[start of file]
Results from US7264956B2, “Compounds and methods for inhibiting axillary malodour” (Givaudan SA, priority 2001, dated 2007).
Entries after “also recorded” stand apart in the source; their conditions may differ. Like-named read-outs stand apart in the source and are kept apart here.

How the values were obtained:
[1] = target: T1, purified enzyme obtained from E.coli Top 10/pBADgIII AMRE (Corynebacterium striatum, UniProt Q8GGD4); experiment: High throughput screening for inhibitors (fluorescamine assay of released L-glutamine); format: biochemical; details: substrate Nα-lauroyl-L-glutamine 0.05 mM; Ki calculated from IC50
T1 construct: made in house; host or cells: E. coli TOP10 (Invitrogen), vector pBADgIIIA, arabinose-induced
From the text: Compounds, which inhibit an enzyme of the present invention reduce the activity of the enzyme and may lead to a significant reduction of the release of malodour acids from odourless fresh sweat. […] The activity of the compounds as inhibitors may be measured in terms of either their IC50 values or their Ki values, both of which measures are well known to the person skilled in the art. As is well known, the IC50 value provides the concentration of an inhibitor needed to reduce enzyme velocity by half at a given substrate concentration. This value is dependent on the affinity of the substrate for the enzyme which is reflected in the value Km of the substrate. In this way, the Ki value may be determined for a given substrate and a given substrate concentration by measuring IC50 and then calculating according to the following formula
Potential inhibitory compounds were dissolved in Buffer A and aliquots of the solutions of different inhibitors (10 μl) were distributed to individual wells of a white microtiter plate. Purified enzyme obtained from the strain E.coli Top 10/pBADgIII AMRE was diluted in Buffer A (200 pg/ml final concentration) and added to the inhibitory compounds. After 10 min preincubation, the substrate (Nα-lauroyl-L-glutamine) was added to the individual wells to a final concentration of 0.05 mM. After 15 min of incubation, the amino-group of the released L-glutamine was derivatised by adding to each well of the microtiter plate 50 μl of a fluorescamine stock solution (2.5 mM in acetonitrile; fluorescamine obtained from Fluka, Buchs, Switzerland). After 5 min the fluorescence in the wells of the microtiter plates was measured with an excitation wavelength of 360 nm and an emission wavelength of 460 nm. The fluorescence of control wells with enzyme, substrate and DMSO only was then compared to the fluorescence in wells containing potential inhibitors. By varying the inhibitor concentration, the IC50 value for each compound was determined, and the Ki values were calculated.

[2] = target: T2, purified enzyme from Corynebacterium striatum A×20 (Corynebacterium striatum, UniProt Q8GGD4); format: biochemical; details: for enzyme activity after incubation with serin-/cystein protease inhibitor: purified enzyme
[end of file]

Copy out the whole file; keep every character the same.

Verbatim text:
Results from US7264956B2, “Compounds and methods for inhibiting axillary malodour” (Givaudan SA, priority 2001, dated 2007).
Entries after “also recorded” stand apart in the source; their conditions may differ. Like-named read-outs stand apart in the source and are kept apart here.

How the values were obtained:
[1] = target: T1, purified enzyme obtained from E.coli Top 10/pBADgIII AMRE (Corynebacterium striatum, UniProt Q8GGD4); experiment: High throughput screening for inhibitors (fluorescamine assay of released L-glutamine); format: biochemical; details: substrate Nα-lauroyl-L-glutamine 0.05 mM; Ki calculated from IC50
T1 construct: made in house; host or cells: E. coli TOP10 (Invitrogen), vector pBADgIIIA, arabinose-induced
From the text: Compounds, which inhibit an enzyme of the present invention reduce the activity of the enzyme and may lead to a significant reduction of the release of malodour acids from odourless fresh sweat. […] The activity of the compounds as inhibitors may be measured in terms of either their IC50 values or their Ki values, both of which measures are well known to the person skilled in the art. As is well known, the IC50 value provides the concentration of an inhibitor needed to reduce enzyme velocity by half at a given substrate concentration. This value is dependent on the affinity of the substrate for the enzyme which is reflected in the value Km of the substrate. In this way, the Ki value may be determined for a given substrate and a given substrate concentration by measuring IC50 and then calculating according to the following formula
Potential inhibitory compounds were dissolved in Buffer A and aliquots of the solutions of different inhibitors (10 μl) were distributed to individual wells of a white microtiter plate. Purified enzyme obtained from the strain E.coli Top 10/pBADgIII AMRE was diluted in Buffer A (200 pg/ml final concentration) and added to the inhibitory compounds. After 10 min preincubation, the substrate (Nα-lauroyl-L-glutamine) was added to the individual wells to a final concentration of 0.05 mM. After 15 min of incubation, the amino-group of the released L-glutamine was derivatised by adding to each well of the microtiter plate 50 μl of a fluorescamine stock solution (2.5 mM in acetonitrile; fluorescamine obtained from Fluka, Buchs, Switzerland). After 5 min the fluorescence in the wells of the microtiter plates was measured with an excitation wavelength of 360 nm and an emission wavelength of 460 nm. The fluorescence of control wells with enzyme, substrate and DMSO only was then compared to the fluorescence in wells containing potential inhibitors. By varying the inhibitor concentration, the IC50 value for each compound was determined, and the Ki values were calculated.

[2] = target: T2, purified enzyme from Corynebacterium striatum A×20 (Corynebacterium striatum, UniProt Q8GGD4); format: biochemical; details: for enzyme activity after incubation with serin-/cystein protease inhibitor: purified enzyme